When I was done the other night my little Bug hugged me extra hard and said he was now ok to go to sleep because I had said it all and it helps him relax. Given that most nights he interrupts me to tell me about a random part of a game he played, or a thought he had, or an item he'd like to ask Santa for, I was beyond thrilled that perhaps my words are reaching and sticking to the deep recesses of his crazy amazing brain.

I know Bear loves what I say. If I sit for too long enjoying a quiet snuggle with him he will grab my hand and say "Say Daddy loves me. You love me..." and wait for me to start. And he nods at the right times. And when it's over I usually get the world's greatest hug and "I YUV YOU TOO!"

It's... my favorite time of day. And not because the kids are in bed and I might have a moment or two to myself. But because in those moments of quiet snuggles and daily reflections on all that we have to be thankful for, I feel like I'm (we're) doing an ok job and they're growing up loved, and safe, healthy, and happy.

Last night though I had a little meltdown while rocking Bear. I allowed myself to drift down the dark roads of "What if something happened to you (me, Bug, Hubs, etc), a road made quite real when you read blogs or know family and friends with real life heart aching losses) and I cried and cried. So I'm going to ask you, please, today, to go over to Friends of Maddie and make a donation for what would have been Maddie's 3rd birthday. Despite our grief, and fears, and losses, we have so many reasons to be thankful and hopeful. And I believe we should share that love with others who need it too.

Tuesday, November 9, 2010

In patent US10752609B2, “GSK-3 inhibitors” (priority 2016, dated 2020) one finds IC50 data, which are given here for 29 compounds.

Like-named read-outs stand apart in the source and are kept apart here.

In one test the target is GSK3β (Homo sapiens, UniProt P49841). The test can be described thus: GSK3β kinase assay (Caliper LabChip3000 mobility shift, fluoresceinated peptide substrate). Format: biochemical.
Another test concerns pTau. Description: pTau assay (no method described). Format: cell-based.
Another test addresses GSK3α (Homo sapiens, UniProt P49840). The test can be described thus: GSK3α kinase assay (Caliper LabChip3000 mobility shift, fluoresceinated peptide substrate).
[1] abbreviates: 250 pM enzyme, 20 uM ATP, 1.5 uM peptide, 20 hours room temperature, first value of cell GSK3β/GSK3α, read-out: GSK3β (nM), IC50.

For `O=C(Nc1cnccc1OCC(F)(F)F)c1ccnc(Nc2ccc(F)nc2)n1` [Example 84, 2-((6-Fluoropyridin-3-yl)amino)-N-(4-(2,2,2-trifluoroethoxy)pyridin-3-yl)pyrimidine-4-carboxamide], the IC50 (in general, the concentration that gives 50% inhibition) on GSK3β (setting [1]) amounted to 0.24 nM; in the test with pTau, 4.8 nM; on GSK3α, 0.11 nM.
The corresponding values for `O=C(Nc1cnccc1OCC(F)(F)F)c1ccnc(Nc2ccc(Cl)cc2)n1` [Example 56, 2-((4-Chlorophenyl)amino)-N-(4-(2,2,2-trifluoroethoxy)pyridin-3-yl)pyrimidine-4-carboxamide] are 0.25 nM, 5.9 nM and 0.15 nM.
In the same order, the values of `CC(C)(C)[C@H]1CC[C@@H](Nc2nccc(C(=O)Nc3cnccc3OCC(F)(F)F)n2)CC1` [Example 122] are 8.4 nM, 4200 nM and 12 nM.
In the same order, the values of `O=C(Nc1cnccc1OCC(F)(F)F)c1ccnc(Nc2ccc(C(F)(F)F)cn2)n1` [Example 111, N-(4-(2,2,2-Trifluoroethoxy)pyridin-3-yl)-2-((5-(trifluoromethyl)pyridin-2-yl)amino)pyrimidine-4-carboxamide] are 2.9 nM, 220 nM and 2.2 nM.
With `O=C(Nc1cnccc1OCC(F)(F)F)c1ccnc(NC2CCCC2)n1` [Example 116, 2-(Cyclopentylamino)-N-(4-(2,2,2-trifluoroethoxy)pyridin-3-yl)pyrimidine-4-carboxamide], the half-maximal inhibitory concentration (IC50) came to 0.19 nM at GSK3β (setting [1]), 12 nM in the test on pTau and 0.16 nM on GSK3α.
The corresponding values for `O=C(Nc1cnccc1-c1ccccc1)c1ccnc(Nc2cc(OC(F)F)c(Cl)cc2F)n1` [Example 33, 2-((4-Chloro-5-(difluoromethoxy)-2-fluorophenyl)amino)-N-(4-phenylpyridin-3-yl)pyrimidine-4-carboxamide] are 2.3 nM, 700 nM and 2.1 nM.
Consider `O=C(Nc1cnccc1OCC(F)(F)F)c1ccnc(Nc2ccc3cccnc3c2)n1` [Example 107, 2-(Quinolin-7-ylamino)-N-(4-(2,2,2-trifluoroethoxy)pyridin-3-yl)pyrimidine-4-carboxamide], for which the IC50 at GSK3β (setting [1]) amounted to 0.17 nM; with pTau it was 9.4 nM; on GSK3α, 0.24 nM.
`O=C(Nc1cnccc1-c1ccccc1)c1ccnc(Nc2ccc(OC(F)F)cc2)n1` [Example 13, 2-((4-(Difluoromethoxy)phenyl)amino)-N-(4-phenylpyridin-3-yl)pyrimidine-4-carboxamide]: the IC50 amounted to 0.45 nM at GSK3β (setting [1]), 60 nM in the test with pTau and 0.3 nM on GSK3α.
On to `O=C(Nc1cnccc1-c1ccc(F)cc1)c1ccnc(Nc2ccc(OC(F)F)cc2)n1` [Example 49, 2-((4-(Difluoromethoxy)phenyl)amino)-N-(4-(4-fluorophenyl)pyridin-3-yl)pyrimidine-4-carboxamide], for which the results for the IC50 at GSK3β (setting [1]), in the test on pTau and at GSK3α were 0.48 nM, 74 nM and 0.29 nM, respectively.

Gas Station

Dear Idiot Woman driving the huge white Cadillac SUV at the gas station just now,

You're really not smart. I know you were shocked when I asked you to turn your car off while you pumped gas, and you were in complete disbelief that pumping gas while your car was running was a fire hazard. I know you think the gigantic sign above the gas pump that says "Turn your car engine OFF while pumping gas" does not apply to you. It obviously applies to other people. You think you're very important.

But let me tell you this dear Idiot Woman. My children are more important than you. And they were at that gas station in the car I was putting gas in to. And if you were to blow yourself up with your stupidity, you could have blown them up too. So that means I get to say something to you about the lack of connections between your brain cells. I'm sorry, but that's just the truth. And I was really nice about it. Honestly. I know when I'm being bitchy. And this time? Totally wasn't!

I also know you thought you were being super cute when you told me "I guess it wasn't my day" as you drove away. But that also showed your lack of brain power honey. You do know the day's not over yet, right?


Wednesday, November 3, 2010

The Space Between

It starts as a tiny blur in my vision. And I blink, rub my eyes, hold my breath and look again.

Then there is dread, panic, nausea. It is fear, and loathing. I am powerless to stop it completely.

I rush to ingest the meds. The cocktail of drugs, prescription and over the counter pain relievers, that eventually bring relief.

And I wait. I wait with my eyes closed for the aura to pass and the world to focus.

I wait for the rolling waves of nausea to stop as I will the dry heaves to remain dry heaves because I hate to vomit.

Then the pain starts, throbbing inside head, crashing in to my skull as I try counter-pressure techniques to hold my head in place.

I am lost somewhere in the space between consciousness and sleep, in a time warp of deep meditative breathing and controlled visualizations. I float on the surface of water, above, and somehow outside, the weighted pain that threatens to pull me under and consume me.

Eventually I am functional. Just functional though, until the migraine hangover releases its grip and I am back in control again.